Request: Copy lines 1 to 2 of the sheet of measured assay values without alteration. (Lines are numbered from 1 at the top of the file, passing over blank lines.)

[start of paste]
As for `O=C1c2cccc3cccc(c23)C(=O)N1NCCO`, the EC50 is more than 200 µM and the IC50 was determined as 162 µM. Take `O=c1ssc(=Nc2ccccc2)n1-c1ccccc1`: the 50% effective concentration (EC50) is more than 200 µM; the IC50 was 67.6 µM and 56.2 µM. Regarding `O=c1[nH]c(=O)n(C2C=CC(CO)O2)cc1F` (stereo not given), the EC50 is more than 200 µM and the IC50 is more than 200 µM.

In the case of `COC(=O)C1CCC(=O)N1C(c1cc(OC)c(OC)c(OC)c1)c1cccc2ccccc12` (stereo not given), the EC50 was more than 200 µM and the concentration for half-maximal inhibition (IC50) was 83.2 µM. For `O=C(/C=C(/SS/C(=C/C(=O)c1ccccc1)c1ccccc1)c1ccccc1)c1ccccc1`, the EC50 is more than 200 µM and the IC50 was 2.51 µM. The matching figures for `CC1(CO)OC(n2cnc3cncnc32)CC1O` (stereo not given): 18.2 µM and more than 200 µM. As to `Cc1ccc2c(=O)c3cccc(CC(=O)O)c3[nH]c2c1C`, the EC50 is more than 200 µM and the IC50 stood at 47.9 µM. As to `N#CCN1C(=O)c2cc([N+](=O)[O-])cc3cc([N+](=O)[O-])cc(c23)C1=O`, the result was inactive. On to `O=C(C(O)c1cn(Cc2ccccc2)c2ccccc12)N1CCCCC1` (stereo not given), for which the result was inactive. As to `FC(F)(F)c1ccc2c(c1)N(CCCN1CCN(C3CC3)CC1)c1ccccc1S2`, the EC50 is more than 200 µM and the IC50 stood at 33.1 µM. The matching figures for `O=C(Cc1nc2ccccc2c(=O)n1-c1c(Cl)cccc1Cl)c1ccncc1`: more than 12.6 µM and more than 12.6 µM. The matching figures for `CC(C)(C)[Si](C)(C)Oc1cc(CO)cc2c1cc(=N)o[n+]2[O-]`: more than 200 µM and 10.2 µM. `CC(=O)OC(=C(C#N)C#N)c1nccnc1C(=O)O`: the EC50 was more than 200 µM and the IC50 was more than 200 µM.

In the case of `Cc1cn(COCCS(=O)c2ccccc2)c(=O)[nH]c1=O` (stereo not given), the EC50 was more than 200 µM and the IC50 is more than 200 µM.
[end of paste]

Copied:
As for `O=C1c2cccc3cccc(c23)C(=O)N1NCCO`, the EC50 is more than 200 µM and the IC50 was determined as 162 µM. Take `O=c1ssc(=Nc2ccccc2)n1-c1ccccc1`: the 50% effective concentration (EC50) is more than 200 µM; the IC50 was 67.6 µM and 56.2 µM. Regarding `O=c1[nH]c(=O)n(C2C=CC(CO)O2)cc1F` (stereo not given), the EC50 is more than 200 µM and the IC50 is more than 200 µM.

In the case of `COC(=O)C1CCC(=O)N1C(c1cc(OC)c(OC)c(OC)c1)c1cccc2ccccc12` (stereo not given), the EC50 was more than 200 µM and the concentration for half-maximal inhibition (IC50) was 83.2 µM. For `O=C(/C=C(/SS/C(=C/C(=O)c1ccccc1)c1ccccc1)c1ccccc1)c1ccccc1`, the EC50 is more than 200 µM and the IC50 was 2.51 µM. The matching figures for `CC1(CO)OC(n2cnc3cncnc32)CC1O` (stereo not given): 18.2 µM and more than 200 µM. As to `Cc1ccc2c(=O)c3cccc(CC(=O)O)c3[nH]c2c1C`, the EC50 is more than 200 µM and the IC50 stood at 47.9 µM. As to `N#CCN1C(=O)c2cc([N+](=O)[O-])cc3cc([N+](=O)[O-])cc(c23)C1=O`, the result was inactive. On to `O=C(C(O)c1cn(Cc2ccccc2)c2ccccc12)N1CCCCC1` (stereo not given), for which the result was inactive. As to `FC(F)(F)c1ccc2c(c1)N(CCCN1CCN(C3CC3)CC1)c1ccccc1S2`, the EC50 is more than 200 µM and the IC50 stood at 33.1 µM. The matching figures for `O=C(Cc1nc2ccccc2c(=O)n1-c1c(Cl)cccc1Cl)c1ccncc1`: more than 12.6 µM and more than 12.6 µM. The matching figures for `CC(C)(C)[Si](C)(C)Oc1cc(CO)cc2c1cc(=N)o[n+]2[O-]`: more than 200 µM and 10.2 µM. `CC(=O)OC(=C(C#N)C#N)c1nccnc1C(=O)O`: the EC50 was more than 200 µM and the IC50 was more than 200 µM.